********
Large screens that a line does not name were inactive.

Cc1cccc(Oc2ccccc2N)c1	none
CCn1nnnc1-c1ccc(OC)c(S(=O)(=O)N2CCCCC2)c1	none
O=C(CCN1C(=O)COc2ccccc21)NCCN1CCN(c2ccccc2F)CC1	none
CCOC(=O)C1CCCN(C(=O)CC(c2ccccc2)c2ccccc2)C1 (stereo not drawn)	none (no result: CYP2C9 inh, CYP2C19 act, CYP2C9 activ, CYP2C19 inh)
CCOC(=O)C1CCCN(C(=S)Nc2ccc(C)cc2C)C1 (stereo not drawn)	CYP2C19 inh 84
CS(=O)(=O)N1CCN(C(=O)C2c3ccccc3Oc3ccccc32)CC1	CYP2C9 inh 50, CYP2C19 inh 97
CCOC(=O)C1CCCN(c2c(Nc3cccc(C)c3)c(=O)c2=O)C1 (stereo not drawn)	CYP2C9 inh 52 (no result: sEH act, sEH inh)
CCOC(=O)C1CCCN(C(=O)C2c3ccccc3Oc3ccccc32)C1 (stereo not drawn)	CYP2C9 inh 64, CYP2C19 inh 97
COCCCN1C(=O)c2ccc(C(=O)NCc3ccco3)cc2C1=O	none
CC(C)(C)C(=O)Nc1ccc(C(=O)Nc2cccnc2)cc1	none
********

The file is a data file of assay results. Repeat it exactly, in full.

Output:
Large screens that a line does not name were inactive.

Cc1cccc(Oc2ccccc2N)c1	none
CCn1nnnc1-c1ccc(OC)c(S(=O)(=O)N2CCCCC2)c1	none
O=C(CCN1C(=O)COc2ccccc21)NCCN1CCN(c2ccccc2F)CC1	none
CCOC(=O)C1CCCN(C(=O)CC(c2ccccc2)c2ccccc2)C1 (stereo not drawn)	none (no result: CYP2C9 inh, CYP2C19 act, CYP2C9 activ, CYP2C19 inh)
CCOC(=O)C1CCCN(C(=S)Nc2ccc(C)cc2C)C1 (stereo not drawn)	CYP2C19 inh 84
CS(=O)(=O)N1CCN(C(=O)C2c3ccccc3Oc3ccccc32)CC1	CYP2C9 inh 50, CYP2C19 inh 97
CCOC(=O)C1CCCN(c2c(Nc3cccc(C)c3)c(=O)c2=O)C1 (stereo not drawn)	CYP2C9 inh 52 (no result: sEH act, sEH inh)
CCOC(=O)C1CCCN(C(=O)C2c3ccccc3Oc3ccccc32)C1 (stereo not drawn)	CYP2C9 inh 64, CYP2C19 inh 97
COCCCN1C(=O)c2ccc(C(=O)NCc3ccco3)cc2C1=O	none
CC(C)(C)C(=O)Nc1ccc(C(=O)Nc2cccnc2)cc1	none